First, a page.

Meet Mu, a 41-year-old woman who lives with her family in a remote village in Burma. She grows rice as a subsistence farmer with her husband, and also works as a day laborer if they need cash. In 2016, Mu began experiencing troubling gynecological symptoms. Mu learned about Watsi's medical partner, Mae Tao Clinic (MTC), from her brother-in-law, who lives nearby. After spending three months saving money, Mu and her husband made the two-day trip to MTC, where she was diagnosed with an ovarian cyst. This small fluid filled sac usually does not have any symptoms, but if left untreated can lead to pain and other complications. Since Mu has to pay for her 13-year-old son’s school fees, her family often struggles to make ends meet and cannot afford the surgery she needs to treat her condition. For $1,500, Mu will receive a total abdominal hysterectomy, during which doctors will surgically remove her uterus in order take out the cyst and ensure that it does not grow back again. The procedure is scheduled for August 15. After recovery, Mu will be able to return home to her family and friends. "I hope that after I recover from surgery, I will be able to return to farming and take up waving again," Mu shares.
Only one month old, baby Roberto lives with his parents, older brother, and extended family in his grandmother’s house in rural Guatemala. His father works hard but earns little as an agricultural day laborer, and his mother takes care of the home. Roberto's mother has been unable to produce sufficient breast milk to nourish him—a condition known as lactational failure. She has been feeding him boiled water. This limited diet is insufficient and has dangerous implications for Roberto’s health. Lactational failure can lead to starvation, dehydration, and electrolyte imbalances that cause seizures. Brain development occurring during this delicate time can also be compromised, putting Roberto at risk of long-term damage. Roberto needs baby formula, but his parents already have difficulty providing for the everyday needs of their family. His family’s limited resources put treatment for Roberto outside of economic reach without outside intervention. Lactation failure, while dangerous, is easy to treat. Baby formula will provide Roberto with the calories he needs to grow and thrive. One-on-one motivational education for Roberto’s mother will teach her how to create a nutritious, inexpensive diet for Roberto. Roberto’s immune system will strengthen, and he will grow to be a healthy, energetic baby. Watsi's medical partner, Wuqu’ Kawoq, will formally begin his treatment on February 22. Roberto's family needs help raising the $1,107 to pay for the nutritional support that he needs. Roberto's mother shares, "My desire is that he will be able to grow well, to be able to go to school to study a lot so that he can become an engineer."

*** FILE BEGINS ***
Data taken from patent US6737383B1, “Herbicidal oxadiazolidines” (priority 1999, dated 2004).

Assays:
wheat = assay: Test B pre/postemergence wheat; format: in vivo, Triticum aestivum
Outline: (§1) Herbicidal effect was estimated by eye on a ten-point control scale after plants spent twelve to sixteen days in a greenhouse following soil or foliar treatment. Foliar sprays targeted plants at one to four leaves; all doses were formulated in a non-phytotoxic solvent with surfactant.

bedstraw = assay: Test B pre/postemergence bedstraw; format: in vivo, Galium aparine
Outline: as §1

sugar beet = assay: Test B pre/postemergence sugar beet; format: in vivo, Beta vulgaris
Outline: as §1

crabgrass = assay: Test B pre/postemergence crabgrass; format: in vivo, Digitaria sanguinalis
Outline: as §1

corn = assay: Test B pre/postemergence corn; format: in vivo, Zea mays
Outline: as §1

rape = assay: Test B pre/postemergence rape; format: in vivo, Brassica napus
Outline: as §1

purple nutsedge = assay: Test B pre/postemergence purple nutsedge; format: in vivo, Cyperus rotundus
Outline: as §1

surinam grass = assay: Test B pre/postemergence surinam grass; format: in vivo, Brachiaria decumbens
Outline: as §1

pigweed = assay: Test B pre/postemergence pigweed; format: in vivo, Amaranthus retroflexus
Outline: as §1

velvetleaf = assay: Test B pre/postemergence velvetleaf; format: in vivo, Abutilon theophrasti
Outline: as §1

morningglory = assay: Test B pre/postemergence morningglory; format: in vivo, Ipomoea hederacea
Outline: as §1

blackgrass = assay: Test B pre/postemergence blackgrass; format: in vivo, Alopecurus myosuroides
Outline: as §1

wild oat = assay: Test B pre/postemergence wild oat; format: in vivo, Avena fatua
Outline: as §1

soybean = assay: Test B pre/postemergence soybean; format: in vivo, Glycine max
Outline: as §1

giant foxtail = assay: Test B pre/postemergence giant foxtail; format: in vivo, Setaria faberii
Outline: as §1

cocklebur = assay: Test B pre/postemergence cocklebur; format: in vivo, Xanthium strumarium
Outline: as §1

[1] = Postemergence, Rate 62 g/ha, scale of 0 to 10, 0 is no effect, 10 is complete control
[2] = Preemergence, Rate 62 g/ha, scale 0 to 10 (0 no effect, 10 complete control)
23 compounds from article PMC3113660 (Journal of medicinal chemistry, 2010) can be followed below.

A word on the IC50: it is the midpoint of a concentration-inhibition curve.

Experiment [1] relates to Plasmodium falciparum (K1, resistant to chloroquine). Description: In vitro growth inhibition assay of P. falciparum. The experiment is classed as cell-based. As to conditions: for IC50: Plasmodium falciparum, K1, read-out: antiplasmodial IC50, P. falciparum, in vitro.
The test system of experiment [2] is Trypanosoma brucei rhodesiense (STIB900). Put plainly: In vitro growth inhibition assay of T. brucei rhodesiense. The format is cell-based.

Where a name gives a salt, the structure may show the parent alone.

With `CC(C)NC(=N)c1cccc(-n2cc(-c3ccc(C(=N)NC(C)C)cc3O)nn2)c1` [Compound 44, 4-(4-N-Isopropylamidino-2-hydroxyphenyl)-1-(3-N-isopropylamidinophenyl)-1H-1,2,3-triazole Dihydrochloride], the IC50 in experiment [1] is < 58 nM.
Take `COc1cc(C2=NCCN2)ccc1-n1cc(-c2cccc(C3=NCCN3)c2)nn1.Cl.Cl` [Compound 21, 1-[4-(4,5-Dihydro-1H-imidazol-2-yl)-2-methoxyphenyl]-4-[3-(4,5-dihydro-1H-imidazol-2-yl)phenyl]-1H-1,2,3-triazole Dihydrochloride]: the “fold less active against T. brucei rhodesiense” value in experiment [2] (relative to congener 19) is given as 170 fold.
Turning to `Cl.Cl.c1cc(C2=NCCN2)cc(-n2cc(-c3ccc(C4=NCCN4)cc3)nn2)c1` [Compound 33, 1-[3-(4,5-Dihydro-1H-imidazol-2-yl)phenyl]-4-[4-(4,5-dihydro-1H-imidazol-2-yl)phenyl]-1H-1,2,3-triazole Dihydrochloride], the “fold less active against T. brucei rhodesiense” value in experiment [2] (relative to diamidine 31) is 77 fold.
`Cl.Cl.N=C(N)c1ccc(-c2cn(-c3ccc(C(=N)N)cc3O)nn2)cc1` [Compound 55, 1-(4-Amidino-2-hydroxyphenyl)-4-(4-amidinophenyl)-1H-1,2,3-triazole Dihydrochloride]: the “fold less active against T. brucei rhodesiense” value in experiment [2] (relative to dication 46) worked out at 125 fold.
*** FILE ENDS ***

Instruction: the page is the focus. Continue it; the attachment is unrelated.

“I just want to see my daughter laugh and play again,” shares Shallon’s mother. Shallon, an 18-month-old baby girl from Uganda, has been sick for two months. She is extremely thin and weak, experiences diarrhea, and has lost her appetite. Her mother brought her to Bwindi Community Hospital, our medical partner's care center, where she was diagnosed with malnutrition. In addition to the immediate dangers that Shallon faces from a compromised immune system, she runs the long-term risks of compromised physical and cognitive development. Before she fell ill, Shallon was a very different girl. She was a lively child who liked running and playing. She would mimic everything she saw her mother do, from rinsing dishes and washing her father’s hands to digging in the garden. In order to restore her to this state of health and happiness, Shallon’s doctors need to provide her with emergency nutritional supplies, such as therapeutic milk and dextrose. On April 16, they will also run a number of lab tests to evaluate her body’s needs and to determine whether there are any additional causes for Shallon’s lack of appetite. Shallon’s parents—who provide food for the family through subsistence farming and earn a small income making bricks and baskets to sell—do not have enough money to pay for their daughter's medical care. But for $316, we can cover the costs of Shallon’s lab tests and nutritional supplies, as well as her ten-day stay at the hospital and transportation home. Let’s make sure Shallon can once more become the energetic child that her parents remember. “I am so grateful for the help,” says Shallon’s mother.